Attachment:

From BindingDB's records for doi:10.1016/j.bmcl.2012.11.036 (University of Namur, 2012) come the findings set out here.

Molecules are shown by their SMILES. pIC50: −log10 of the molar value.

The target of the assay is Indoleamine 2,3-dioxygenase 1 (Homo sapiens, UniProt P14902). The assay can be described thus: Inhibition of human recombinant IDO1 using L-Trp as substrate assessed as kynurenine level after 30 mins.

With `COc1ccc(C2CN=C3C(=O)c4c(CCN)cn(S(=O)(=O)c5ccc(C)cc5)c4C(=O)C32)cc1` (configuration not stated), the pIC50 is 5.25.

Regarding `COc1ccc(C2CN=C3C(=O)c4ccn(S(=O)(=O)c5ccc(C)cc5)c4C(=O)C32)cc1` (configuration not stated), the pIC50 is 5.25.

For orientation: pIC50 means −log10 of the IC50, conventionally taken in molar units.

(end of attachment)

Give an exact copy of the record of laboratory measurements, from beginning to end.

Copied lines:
From BindingDB's records for doi:10.1016/j.bmcl.2012.11.036 (University of Namur, 2012) come the findings set out here.

Molecules are shown by their SMILES. pIC50: −log10 of the molar value.

The target of the assay is Indoleamine 2,3-dioxygenase 1 (Homo sapiens, UniProt P14902). The assay can be described thus: Inhibition of human recombinant IDO1 using L-Trp as substrate assessed as kynurenine level after 30 mins.

With `COc1ccc(C2CN=C3C(=O)c4c(CCN)cn(S(=O)(=O)c5ccc(C)cc5)c4C(=O)C32)cc1` (configuration not stated), the pIC50 is 5.25.

Regarding `COc1ccc(C2CN=C3C(=O)c4ccn(S(=O)(=O)c5ccc(C)cc5)c4C(=O)C32)cc1` (configuration not stated), the pIC50 is 5.25.

For orientation: pIC50 means −log10 of the IC50, conventionally taken in molar units.